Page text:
Impeaching Donald Trump: Here's what that really means
Donald Trump will take the oath of office to become president on Friday, but many are already speculating that his presidency won't last long. Some, in fact, have been hoping for Trump's impeachment since the night of his election.
Between Trump's myriad of business conflicts, alleged entanglements with Russia and mounting lawsuits, it won't take long for the new president to commit impeachable offenses. In fact, the grounds for Trump's impeachment will be pretty instantaneous.
"Unless Donald Trump changes course, he will be in violation of the Constitution on day one, hour one and minute one because his businesses in the United States and around the world receive a steady flow of proceeds from foreign governments," Norman Eisen, a former White House ethics lawyer, told NPR in December.
When Trump said at a Jan. 11 press conference that he would turn his business over to his sons, Eisen predicted Trump's "ill-advised course will precipitate scandal and corruption."
But contrary to popular belief, impeachment doesn't mean being removed from office; the term is more akin to being indicted for a crime. To be successfully removed from office, there's a lengthier judicial process that ensues.
Here's what to know about the entire impeachment process.
What is an impeachable offense?
Article 2 of the United States Constitution states, "The President, Vice President and all civil officers of the United States, shall be removed from office on impeachment for, and conviction of, treason, bribery or other high crimes and misdemeanors."
These parameters for impeachment are fairly vague, giving Congress the opportunity to begin the impeachment process because of criminal activity, abuses of power or any other alleged infractions.
"An impeachable offense is whatever a majority of the House of Representatives considers it to be at a given moment in history," then-House minority leader and former President Gerald Ford said in 1970, as quoted in the Huffington Post.
The impeachment process is also usually sparked by political — rather than legal — motives, as members of Congress are unlikely to put their political careers at risk by impeaching a president who's popular with Americans. "Ninety-nine percent of the game is how popular is the president," Bruce Fein, a Washington attorney and former Justice department official who worked on Clinton's impeachment, told Politico.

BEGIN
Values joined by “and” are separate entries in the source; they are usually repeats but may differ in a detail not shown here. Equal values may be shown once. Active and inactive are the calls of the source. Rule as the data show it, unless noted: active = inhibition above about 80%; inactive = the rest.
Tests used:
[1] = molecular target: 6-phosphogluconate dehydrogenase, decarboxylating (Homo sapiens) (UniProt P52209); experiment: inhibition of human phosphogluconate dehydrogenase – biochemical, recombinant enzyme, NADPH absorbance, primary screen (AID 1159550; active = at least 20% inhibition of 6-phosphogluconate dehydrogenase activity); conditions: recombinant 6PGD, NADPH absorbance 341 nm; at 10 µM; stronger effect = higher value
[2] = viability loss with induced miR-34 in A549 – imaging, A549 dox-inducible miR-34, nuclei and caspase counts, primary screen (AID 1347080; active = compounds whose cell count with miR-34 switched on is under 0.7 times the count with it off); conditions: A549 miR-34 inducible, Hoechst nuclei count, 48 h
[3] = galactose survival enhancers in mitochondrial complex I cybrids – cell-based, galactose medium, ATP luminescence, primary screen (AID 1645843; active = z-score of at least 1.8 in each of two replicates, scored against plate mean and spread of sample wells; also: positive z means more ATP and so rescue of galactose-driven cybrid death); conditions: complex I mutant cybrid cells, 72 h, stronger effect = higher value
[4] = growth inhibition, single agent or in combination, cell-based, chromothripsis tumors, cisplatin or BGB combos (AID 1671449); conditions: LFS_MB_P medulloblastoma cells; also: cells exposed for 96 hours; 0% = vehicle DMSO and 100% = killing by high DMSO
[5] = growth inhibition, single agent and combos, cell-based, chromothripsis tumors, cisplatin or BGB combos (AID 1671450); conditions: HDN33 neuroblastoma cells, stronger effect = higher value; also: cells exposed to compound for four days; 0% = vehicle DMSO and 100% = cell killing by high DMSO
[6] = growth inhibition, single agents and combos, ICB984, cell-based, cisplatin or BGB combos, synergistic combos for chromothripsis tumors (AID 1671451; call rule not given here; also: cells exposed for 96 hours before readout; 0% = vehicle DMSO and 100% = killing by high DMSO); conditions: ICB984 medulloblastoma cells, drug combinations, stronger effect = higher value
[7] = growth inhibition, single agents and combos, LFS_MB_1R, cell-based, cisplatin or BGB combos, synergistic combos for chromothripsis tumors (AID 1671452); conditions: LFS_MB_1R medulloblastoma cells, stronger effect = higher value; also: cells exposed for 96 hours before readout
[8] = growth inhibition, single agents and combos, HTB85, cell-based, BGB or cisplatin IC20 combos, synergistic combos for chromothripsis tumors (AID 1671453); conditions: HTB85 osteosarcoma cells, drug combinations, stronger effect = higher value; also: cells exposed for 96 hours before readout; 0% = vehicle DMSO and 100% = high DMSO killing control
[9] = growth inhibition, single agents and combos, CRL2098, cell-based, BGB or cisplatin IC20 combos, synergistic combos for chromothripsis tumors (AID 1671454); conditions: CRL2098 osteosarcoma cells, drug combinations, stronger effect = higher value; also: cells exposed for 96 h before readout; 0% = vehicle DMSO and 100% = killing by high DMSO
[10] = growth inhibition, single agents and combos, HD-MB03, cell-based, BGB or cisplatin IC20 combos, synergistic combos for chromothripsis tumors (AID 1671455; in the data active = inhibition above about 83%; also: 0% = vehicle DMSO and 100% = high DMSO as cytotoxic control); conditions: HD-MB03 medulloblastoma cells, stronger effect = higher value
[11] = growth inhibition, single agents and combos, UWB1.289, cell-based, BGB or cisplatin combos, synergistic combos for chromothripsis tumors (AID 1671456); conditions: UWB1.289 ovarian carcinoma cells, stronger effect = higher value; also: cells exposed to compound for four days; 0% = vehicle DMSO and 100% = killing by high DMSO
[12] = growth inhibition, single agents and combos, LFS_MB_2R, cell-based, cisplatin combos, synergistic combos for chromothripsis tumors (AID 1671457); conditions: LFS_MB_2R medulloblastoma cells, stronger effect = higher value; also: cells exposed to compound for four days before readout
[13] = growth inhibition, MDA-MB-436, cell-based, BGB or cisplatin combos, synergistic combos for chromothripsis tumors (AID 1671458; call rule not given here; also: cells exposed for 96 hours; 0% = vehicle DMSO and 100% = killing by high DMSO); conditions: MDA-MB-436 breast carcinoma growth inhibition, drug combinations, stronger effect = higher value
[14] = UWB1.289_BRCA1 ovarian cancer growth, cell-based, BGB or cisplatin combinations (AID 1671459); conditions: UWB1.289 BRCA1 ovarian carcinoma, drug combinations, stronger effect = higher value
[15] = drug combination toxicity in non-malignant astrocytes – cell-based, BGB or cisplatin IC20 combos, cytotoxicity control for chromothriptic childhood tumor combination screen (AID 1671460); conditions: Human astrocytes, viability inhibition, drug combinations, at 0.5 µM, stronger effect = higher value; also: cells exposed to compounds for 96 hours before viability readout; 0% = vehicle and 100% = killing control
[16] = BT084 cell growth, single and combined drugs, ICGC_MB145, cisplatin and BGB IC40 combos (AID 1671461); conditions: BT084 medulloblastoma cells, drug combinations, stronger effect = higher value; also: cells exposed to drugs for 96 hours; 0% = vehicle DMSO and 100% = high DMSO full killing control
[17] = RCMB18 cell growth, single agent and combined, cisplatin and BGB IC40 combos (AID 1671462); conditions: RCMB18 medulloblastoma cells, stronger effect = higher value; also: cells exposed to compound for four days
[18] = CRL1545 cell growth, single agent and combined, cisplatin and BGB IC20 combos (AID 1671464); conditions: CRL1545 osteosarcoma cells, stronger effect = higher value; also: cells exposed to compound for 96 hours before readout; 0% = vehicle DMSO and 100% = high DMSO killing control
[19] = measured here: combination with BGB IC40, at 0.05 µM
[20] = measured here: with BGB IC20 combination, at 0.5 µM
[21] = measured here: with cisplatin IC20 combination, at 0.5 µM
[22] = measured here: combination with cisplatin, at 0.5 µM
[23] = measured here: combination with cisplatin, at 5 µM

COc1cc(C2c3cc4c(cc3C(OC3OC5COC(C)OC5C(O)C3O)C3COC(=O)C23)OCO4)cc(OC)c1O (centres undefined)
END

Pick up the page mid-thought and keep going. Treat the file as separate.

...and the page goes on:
Impeachment process in the House
The process of impeachment — the first step in removing a president — takes place in the House of Representatives. Once a resolution declaring charges of impeachment is introduced in the House, the resolution is referred to a committee, usually the House Judiciary Committee, which investigates the charges. This investigation will determine whether the official in question has engaged in the "treason, bribery or other high crimes and misdemeanors" stipulated in the Constitution.
If the committee determines by a majority vote that there are grounds for impeachment, it will draft a resolution laying out the articles of impeachment, which will be reported to the entire House of Representatives. The House will then debate and vote on the resolution, considering the articles of impeachment either individually or as a whole.
Should a majority of representatives vote to approve at least one of the articles of impeachment, the president, or other official, is officially considered to be impeached.
If an official is impeached, this does not mean they are removed from office. Rather, it means that the charges of impeachment are then referred to the U.S. Senate, who will officially try the charges.